This is a filter with zeros at W_{k} e^{ji2}π/N for i=1 . . . (N1) (but no i=0). (The imaginary unit is represented by j.) In the case of most interest, W_{k} lies on the unit circle, and so just as in the previous case, this is a filter which passes the frequency W_{k} and attenuates other frequencies. Once again, the frequency response of this filter is a sinc function centered at W_{k}. If the values of W_{k} are chosen as M evenly spaced values in some restricted interval of interest on the unit circle, then the resulting transform gives a zoom of the Fourier transform with increased resolution, showing frequencies in the interval of interest only.
Unfortunately, zooming beyond a certain point is nonproductive, because of the limited selectivity of the individual FIR filters. For instance, if the input signal is a pure sinusoid, then zooming in on the frequency of the input signal will just give a more and more precise resolution to the sincshaped response produced by the finite length window. The only way to improve this and make a more selective filter is to increase the width of the window (N). This means increasing the number of previous values of the input signal stored and changing the hardware accordingly.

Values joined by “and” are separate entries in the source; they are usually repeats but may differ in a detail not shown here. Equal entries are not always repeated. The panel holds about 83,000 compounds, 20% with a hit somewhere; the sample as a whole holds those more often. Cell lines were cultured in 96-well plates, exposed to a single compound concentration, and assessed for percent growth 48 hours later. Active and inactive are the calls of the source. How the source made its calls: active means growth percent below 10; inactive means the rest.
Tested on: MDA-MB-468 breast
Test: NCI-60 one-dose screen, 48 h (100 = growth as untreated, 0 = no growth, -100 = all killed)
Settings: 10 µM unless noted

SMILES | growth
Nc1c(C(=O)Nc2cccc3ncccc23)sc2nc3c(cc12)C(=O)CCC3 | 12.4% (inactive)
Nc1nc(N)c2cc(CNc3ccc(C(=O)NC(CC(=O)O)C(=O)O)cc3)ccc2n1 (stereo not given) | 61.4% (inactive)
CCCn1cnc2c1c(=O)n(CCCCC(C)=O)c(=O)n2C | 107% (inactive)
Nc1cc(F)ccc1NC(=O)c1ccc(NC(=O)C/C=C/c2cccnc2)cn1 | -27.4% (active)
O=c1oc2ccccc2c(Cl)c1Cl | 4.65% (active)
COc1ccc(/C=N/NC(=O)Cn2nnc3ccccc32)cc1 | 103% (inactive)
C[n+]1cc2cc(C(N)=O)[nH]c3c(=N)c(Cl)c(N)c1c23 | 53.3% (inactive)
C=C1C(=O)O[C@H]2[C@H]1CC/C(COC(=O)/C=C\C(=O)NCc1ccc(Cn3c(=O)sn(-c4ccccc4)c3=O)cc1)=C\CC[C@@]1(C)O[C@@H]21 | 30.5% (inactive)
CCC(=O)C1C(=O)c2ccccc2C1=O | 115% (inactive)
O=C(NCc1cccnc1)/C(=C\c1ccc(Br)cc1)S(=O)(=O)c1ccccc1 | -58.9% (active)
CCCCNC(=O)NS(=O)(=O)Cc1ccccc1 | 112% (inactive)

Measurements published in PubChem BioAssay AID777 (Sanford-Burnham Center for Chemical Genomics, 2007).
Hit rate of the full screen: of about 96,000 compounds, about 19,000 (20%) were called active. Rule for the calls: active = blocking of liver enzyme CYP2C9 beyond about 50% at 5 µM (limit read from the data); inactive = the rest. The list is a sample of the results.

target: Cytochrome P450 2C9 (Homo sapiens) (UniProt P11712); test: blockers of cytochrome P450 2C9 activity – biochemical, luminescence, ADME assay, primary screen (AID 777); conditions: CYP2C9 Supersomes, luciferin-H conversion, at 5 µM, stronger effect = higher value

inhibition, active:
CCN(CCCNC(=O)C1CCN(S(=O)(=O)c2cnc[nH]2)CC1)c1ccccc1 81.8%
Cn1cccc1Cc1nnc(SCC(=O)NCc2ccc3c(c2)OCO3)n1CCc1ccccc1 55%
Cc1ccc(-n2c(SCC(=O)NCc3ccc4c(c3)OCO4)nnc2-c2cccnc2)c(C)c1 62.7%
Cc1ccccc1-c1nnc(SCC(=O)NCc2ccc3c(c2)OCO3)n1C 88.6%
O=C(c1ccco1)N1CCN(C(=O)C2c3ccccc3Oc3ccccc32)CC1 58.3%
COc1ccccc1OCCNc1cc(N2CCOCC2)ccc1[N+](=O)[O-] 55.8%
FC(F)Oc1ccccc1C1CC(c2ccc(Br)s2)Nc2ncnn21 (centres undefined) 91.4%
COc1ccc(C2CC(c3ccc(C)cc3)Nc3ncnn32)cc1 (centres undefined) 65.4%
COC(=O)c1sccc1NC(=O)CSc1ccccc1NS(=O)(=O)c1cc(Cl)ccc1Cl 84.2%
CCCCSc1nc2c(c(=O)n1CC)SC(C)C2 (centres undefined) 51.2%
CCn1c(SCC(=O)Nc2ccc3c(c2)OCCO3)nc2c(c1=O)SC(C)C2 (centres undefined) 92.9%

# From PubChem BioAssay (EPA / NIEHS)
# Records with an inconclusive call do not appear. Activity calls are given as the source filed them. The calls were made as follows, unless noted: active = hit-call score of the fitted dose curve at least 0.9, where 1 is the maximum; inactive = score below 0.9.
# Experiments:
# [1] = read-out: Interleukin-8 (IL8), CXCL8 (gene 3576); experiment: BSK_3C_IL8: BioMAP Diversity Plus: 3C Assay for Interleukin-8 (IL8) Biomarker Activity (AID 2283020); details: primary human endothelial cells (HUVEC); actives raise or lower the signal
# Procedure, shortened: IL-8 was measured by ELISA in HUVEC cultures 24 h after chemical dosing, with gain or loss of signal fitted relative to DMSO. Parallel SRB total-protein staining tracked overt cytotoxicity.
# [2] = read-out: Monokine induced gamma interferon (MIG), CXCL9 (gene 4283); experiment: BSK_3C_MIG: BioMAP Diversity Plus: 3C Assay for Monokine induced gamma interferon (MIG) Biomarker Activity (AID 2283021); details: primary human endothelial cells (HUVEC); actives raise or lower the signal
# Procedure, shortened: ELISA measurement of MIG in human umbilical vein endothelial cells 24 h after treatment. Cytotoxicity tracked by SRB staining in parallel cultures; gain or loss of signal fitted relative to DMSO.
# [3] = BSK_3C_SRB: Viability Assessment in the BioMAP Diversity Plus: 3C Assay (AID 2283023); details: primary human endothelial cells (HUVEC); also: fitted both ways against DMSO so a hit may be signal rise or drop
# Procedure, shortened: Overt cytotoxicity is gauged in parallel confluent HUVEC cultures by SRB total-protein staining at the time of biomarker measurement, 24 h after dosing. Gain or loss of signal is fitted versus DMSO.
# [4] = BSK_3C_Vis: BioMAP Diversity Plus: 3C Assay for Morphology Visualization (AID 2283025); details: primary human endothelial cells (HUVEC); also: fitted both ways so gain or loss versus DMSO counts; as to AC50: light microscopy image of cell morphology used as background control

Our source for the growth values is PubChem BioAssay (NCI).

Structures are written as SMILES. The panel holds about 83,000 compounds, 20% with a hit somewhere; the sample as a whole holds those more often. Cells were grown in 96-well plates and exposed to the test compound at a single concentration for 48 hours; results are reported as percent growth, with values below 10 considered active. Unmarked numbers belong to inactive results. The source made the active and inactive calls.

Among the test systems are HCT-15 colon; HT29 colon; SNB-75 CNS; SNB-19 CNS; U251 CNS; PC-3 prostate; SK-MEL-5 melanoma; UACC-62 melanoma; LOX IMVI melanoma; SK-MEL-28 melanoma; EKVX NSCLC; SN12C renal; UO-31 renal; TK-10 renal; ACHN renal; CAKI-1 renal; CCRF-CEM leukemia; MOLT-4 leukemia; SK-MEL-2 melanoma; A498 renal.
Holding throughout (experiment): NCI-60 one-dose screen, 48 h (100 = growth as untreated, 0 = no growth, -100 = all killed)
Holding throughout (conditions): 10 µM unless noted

In the case of the exponential window, the filters are IIR filters, with transfer characteristic equal to 1/(1W_{k} α^{1} z^{1}). This has a single pole at W_{k} α^{1}. Once again, assuming that W_{k} is on the unit circle and α is close to it, this gives a frequency response as shown in FIG. 12. Choosing M evenly spaced values of W^{k} in a restricted region of the unit circle leads to an increase in resolution in the frequency domain. By simultaneously varying the value of α it is possible to take advantage of the increased resolution to sharpen the selectivity of the individual filters and reduce the effect of windowing.